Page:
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Parking Lot “Slip and Fall” Claim Against Property Owner Goes Forward

Every negligence case must be evaluated by its own facts and circumstances.  It is precisely the facts of a case – and how caution-tripping-hazard-1439458-mthey are interpreted according to the applicable law — that will determine whether an injured party will be eligible for a recovery. Whether a premises liability claim arises from an incident in Atlanta or anywhere throughout the state, Georgia law clearly sets forth the elements that must be pleaded and proven.  Presenting one’s case, in accordance with the local requirements, can significantly impact the outcome.  If you have been injured on another’s property, you may be entitled to damages. It is critical that you contact a local injury attorney (as soon as possible after the incident) who has experience handling premises liability claims.

A recent case, Pinder v. H & H Foods Services, LLC d/b/a Kentucky Fried Chicken (Ga. Ct. of App. 2014), is a good example of how the facts of a case can impact the court’s findings.  Here, in a premises liability cause of action, the court of appeals reviewed a trial court’s decision to grant summary judgment in favor of the property owners. Plaintiff claimed that she suffered injuries from a fall in a Kentucky Fried Chicken parking lot that occurred around 7:30 in the evening, when it was “dark or getting dark.”  Plaintiff alleged that while stepping down off the curb, she caught her foot between a handicap ramp and a parking bumper, twisted, turned, fell into a vehicle and landed on her knee.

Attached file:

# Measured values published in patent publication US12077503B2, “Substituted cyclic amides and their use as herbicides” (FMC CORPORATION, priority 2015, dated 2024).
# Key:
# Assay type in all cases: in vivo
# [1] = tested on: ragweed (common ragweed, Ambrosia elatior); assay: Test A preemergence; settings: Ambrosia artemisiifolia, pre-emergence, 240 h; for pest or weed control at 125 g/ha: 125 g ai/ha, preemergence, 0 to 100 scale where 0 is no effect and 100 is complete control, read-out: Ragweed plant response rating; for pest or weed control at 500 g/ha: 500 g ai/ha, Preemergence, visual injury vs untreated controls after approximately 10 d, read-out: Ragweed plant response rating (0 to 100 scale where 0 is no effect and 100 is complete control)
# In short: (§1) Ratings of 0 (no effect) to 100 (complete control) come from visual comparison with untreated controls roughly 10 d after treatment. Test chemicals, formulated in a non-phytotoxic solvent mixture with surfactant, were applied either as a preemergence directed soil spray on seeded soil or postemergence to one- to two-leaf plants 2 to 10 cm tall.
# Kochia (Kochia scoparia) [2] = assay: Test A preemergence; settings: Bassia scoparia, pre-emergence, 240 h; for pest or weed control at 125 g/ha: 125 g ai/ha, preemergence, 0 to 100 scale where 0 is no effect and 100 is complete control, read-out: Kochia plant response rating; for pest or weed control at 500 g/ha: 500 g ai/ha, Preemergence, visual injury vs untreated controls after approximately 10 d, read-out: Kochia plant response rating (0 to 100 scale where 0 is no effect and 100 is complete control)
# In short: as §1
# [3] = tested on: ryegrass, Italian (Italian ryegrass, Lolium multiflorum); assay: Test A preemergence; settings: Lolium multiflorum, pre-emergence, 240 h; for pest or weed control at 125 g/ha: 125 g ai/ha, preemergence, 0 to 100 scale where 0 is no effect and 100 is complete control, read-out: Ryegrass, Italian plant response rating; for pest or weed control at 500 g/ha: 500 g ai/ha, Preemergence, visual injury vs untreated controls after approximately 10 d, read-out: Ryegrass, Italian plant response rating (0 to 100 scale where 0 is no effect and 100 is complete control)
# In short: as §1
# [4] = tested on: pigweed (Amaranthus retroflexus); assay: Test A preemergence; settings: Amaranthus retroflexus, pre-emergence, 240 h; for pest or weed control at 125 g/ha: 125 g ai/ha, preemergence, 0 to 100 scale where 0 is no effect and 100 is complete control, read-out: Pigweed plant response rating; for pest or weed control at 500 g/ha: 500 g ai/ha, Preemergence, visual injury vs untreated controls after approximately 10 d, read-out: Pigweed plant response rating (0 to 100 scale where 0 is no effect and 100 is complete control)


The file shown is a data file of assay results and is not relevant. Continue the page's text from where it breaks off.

The trial court granted the defendants’ summary judgment motion finding that no issue of material fact existed regarding whether: 1) the handicap ramp was improperly constructed or designed, 2) the parking bumper (or the condition it was in) caused or was a factor in the fall, or 3) whether the lighting in the area was sufficient or not.  The court also found that plaintiff failed to present any issues of fact as to whether defendants had actual or constructive knowledge of the alleged condition (or superior knowledge of same) and, was negligent for walking in the dark.  Plaintiff appealed.

Georgia law sets forth a clear standard for premises liability cases.  A plaintiff is expected to plead and provide evidence that, 1) the defendant had actual or constructive knowledge of the hazard, and 2) the plaintiff, despite exercising ordinary care, lacked knowledge of the hazard due to defendant’s actions or to conditions under the defendant’s control. After reviewing this standard, the court of appeals reversed the decision, concluding that there were issues of fact surrounding each element that precluded summary judgment.  While the court pointed out that the evidence of the circumstances surrounding plaintiff’s fall were somewhat conflicting, Georgia law requires the court to construe the evidence in plaintiff’s favor.

In order to understand how a court will treat a premises liability claim for damages, it is critical that you contact an experienced injury attorney as soon as possible.  Stephen M. Ozcomert has over 20 years of experience handling personal injury cases, representing individuals who have been injured in premises liability incidents in Atlanta and throughout Georgia. Call us today at (404)-370-1000 to schedule your free initial consultation, or you can reach us through our website.

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